Making the new space created in the UN CRPD real: Ensuring the voice and meaningful participation of the disability movement in policy-making and national monitoring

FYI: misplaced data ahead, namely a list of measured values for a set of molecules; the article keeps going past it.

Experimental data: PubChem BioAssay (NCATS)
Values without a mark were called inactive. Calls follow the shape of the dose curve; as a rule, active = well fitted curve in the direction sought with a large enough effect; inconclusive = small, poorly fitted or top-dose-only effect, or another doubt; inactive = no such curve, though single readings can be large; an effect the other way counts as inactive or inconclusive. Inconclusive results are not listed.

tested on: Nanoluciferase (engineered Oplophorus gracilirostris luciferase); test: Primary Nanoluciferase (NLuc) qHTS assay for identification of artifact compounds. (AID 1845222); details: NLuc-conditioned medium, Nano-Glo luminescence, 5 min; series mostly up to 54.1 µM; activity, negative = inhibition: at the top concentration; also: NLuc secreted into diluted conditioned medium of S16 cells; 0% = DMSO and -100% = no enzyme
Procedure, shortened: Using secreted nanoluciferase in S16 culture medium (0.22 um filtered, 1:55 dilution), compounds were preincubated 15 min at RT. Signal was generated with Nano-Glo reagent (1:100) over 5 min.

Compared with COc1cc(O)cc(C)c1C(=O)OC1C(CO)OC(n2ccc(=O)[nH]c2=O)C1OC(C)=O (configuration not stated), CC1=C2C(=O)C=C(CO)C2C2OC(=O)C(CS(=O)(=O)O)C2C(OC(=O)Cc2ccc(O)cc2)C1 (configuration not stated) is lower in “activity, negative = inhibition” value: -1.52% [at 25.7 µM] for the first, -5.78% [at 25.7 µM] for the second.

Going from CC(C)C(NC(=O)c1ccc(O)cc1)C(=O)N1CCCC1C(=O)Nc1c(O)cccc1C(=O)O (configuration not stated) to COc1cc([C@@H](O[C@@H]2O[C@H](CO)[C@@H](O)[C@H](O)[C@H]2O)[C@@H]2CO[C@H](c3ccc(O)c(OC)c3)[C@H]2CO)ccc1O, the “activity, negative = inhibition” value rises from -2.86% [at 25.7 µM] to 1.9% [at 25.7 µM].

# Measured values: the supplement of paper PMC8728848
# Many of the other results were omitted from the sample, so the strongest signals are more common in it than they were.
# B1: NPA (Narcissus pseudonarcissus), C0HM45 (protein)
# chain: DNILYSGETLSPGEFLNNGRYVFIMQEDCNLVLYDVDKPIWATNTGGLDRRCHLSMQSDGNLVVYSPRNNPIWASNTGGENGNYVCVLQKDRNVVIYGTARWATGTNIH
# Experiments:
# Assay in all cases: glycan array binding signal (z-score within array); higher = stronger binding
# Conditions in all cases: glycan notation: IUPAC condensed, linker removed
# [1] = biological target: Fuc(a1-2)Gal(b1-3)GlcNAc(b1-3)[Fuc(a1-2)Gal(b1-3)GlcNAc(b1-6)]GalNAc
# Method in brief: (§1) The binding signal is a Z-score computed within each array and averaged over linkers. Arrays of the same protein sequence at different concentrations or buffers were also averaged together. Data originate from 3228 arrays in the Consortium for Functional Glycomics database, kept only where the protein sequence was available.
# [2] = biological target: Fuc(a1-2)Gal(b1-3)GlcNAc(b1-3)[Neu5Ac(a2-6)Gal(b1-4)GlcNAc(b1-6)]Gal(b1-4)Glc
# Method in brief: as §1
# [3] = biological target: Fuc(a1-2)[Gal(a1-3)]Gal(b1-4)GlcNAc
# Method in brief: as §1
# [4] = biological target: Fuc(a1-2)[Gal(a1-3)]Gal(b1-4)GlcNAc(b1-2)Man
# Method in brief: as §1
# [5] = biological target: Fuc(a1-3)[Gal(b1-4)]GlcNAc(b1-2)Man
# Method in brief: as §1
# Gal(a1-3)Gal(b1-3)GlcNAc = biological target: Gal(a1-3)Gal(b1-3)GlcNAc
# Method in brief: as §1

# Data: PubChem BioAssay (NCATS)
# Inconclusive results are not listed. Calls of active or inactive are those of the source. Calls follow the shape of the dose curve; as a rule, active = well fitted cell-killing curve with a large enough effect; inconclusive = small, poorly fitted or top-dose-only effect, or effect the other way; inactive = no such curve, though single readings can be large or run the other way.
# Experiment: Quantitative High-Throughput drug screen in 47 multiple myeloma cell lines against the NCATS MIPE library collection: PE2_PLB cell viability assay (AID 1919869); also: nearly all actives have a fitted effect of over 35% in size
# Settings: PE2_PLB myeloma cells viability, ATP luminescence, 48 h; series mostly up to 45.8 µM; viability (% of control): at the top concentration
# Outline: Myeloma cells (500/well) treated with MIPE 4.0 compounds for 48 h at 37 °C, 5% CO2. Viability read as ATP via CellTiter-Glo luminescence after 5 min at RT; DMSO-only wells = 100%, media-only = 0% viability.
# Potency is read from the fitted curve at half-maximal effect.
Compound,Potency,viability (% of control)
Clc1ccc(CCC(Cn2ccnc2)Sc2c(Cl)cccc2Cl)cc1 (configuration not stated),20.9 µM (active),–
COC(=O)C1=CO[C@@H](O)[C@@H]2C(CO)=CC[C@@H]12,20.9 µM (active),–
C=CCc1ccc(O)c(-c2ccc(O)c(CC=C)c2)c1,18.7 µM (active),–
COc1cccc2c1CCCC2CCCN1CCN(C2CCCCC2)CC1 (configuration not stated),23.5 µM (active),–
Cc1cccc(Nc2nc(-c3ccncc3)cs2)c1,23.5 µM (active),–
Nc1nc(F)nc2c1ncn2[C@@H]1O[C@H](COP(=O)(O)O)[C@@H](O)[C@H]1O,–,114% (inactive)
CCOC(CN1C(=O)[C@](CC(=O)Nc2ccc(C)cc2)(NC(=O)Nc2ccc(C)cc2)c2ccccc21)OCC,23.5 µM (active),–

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The participation of persons with disabilities in policy and legislative processes and in monitoring the implementation of the UN Convention on the Rights of Persons with Disabilities (CRPD) is an international legal obligation guaranteed by Articles 4(3) and 33 of the UN CRPD. Yet, considering the long-term oppression of persons with disabilities in society, the successful implementation of the participatory provisions of the Convention presents a great challenge for all States Parties. The CRPD is supposed to be more than a visionary law and should serve as a tool to narrow the implementation gap between international law and its domestic interpretation. Without involving the voice of persons with disabilities in the implementation process, the CRPD will not remove all socially constructed barriers to bring about real change in people’s lives. Ensuring the full and meaningful participation for persons with disabilities, requires the establishment of new, accessible public procedures as opposing earlier tokenistic practices. The thesis offers a unique understanding of the complexities of the participatory provisions of the Convention from the socio-legal perspective including important public policy aspects. The thesis discusses in detail the challenges that the international disability movement as a new social movement is facing when participating in public procedures or interacting with the human rights system. Furthermore, the thesis provides the criteria of effective and meaningful participation of persons with disabilities building on the experiences of the grass-root disability movement. At the end of the thesis, recommendations are also provided to governments and to National Human Rights Institutions on how to support organisations of persons with disabilities to achieve meaningful participation.